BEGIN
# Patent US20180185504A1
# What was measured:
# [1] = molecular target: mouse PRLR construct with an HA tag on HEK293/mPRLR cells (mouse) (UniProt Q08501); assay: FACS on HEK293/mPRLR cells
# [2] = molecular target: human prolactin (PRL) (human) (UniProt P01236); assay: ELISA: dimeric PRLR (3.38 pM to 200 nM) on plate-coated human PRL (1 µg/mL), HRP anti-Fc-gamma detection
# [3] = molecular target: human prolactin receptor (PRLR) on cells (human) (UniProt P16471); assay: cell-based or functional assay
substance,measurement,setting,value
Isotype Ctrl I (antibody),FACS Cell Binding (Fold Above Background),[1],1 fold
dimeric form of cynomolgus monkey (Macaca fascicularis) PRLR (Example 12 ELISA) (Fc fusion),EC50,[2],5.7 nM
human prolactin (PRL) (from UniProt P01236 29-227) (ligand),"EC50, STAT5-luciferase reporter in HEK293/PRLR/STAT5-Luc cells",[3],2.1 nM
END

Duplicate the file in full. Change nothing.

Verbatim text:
# Patent US20180185504A1
# What was measured:
# [1] = molecular target: mouse PRLR construct with an HA tag on HEK293/mPRLR cells (mouse) (UniProt Q08501); assay: FACS on HEK293/mPRLR cells
# [2] = molecular target: human prolactin (PRL) (human) (UniProt P01236); assay: ELISA: dimeric PRLR (3.38 pM to 200 nM) on plate-coated human PRL (1 µg/mL), HRP anti-Fc-gamma detection
# [3] = molecular target: human prolactin receptor (PRLR) on cells (human) (UniProt P16471); assay: cell-based or functional assay
substance,measurement,setting,value
Isotype Ctrl I (antibody),FACS Cell Binding (Fold Above Background),[1],1 fold
dimeric form of cynomolgus monkey (Macaca fascicularis) PRLR (Example 12 ELISA) (Fc fusion),EC50,[2],5.7 nM
human prolactin (PRL) (from UniProt P01236 29-227) (ligand),"EC50, STAT5-luciferase reporter in HEK293/PRLR/STAT5-Luc cells",[3],2.1 nM